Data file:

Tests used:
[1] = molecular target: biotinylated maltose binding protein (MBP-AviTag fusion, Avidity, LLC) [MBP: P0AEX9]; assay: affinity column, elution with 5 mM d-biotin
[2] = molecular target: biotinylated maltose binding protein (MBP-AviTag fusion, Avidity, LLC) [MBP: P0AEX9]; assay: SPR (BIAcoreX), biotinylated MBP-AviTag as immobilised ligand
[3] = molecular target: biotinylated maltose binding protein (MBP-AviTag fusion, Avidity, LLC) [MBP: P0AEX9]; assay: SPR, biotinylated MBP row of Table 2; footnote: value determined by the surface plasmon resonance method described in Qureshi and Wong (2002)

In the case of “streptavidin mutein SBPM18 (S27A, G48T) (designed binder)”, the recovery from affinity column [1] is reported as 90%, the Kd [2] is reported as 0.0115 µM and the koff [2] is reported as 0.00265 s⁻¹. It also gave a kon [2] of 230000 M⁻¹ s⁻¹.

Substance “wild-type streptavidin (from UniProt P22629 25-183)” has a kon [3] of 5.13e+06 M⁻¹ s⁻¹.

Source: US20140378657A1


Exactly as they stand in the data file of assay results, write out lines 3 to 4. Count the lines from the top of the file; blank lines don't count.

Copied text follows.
[2] = molecular target: biotinylated maltose binding protein (MBP-AviTag fusion, Avidity, LLC) [MBP: P0AEX9]; assay: SPR (BIAcoreX), biotinylated MBP-AviTag as immobilised ligand
[3] = molecular target: biotinylated maltose binding protein (MBP-AviTag fusion, Avidity, LLC) [MBP: P0AEX9]; assay: SPR, biotinylated MBP row of Table 2; footnote: value determined by the surface plasmon resonance method described in Qureshi and Wong (2002)